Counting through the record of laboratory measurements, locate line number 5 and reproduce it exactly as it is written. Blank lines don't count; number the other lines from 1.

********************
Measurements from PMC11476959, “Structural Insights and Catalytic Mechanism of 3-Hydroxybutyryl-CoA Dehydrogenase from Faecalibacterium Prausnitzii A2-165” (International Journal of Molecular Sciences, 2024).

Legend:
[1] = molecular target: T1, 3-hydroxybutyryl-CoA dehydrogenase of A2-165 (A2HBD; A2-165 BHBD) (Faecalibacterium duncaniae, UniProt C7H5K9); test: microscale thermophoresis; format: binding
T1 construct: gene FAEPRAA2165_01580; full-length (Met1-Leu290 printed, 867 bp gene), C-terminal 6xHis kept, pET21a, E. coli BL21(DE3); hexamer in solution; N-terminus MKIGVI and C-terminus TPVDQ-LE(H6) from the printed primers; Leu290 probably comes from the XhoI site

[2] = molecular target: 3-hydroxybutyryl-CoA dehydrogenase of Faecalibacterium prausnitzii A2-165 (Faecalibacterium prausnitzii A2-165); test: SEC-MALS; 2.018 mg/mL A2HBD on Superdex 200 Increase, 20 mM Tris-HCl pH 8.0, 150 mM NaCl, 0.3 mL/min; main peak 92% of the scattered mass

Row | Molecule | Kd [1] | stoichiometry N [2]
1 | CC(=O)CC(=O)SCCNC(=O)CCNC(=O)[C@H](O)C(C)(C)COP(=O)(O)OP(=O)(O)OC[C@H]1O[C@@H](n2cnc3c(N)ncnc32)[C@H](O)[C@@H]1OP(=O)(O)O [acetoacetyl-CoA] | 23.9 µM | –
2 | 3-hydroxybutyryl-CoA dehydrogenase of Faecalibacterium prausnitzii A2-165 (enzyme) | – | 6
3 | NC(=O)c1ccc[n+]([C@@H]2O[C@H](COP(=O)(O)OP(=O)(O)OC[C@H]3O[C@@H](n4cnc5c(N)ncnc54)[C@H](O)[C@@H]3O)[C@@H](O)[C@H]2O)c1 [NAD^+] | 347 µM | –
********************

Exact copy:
[2] = molecular target: 3-hydroxybutyryl-CoA dehydrogenase of Faecalibacterium prausnitzii A2-165 (Faecalibacterium prausnitzii A2-165); test: SEC-MALS; 2.018 mg/mL A2HBD on Superdex 200 Increase, 20 mM Tris-HCl pH 8.0, 150 mM NaCl, 0.3 mL/min; main peak 92% of the scattered mass